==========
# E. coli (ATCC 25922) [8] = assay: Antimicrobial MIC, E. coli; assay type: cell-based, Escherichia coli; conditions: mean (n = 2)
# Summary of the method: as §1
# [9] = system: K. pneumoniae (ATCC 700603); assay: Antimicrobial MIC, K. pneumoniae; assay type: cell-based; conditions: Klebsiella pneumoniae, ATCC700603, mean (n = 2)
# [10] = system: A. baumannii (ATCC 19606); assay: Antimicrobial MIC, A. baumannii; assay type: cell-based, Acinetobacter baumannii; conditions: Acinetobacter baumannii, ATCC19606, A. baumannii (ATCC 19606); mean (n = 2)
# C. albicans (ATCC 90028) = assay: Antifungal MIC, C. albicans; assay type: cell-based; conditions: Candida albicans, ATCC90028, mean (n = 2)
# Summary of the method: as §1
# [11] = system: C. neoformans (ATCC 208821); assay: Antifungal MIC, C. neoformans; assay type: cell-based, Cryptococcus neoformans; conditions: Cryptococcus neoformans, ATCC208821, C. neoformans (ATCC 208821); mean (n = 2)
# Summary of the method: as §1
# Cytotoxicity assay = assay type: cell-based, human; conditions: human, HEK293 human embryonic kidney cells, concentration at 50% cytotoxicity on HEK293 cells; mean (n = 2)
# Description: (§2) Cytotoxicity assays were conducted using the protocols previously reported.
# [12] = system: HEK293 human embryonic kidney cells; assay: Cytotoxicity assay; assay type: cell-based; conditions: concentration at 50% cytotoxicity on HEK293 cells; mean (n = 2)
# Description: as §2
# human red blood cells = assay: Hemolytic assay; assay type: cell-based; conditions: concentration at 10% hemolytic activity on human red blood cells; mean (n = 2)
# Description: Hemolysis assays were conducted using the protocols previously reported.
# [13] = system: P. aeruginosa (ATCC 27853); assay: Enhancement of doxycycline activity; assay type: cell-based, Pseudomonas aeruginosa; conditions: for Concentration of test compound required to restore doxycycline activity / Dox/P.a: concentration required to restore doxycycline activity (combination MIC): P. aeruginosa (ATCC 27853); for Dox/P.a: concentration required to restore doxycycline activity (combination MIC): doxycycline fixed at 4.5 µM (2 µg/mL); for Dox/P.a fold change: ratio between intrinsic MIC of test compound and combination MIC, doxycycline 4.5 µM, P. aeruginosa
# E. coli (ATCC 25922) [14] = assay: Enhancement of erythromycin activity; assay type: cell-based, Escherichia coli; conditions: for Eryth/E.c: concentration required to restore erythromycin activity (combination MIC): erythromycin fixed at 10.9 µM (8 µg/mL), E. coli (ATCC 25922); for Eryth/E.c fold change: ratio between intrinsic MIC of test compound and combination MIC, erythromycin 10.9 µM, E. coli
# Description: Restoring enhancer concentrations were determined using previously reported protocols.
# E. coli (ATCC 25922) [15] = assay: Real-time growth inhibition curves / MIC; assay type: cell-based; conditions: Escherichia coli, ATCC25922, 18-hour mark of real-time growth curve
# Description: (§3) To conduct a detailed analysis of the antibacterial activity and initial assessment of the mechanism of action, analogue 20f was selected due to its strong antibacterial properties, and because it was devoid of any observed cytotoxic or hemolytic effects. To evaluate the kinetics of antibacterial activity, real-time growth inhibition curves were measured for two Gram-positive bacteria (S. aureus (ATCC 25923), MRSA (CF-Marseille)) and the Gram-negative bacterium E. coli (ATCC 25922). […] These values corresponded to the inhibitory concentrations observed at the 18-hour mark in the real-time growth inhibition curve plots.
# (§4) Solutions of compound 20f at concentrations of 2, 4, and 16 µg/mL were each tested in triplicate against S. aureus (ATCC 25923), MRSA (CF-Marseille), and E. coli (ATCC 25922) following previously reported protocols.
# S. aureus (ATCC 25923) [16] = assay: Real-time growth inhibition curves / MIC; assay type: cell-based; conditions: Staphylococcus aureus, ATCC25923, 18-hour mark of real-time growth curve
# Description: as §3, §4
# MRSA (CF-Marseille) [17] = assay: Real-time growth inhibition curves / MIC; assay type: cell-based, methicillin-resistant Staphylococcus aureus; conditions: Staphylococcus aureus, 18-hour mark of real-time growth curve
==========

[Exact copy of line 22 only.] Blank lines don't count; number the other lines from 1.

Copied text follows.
# Description: as §3, §4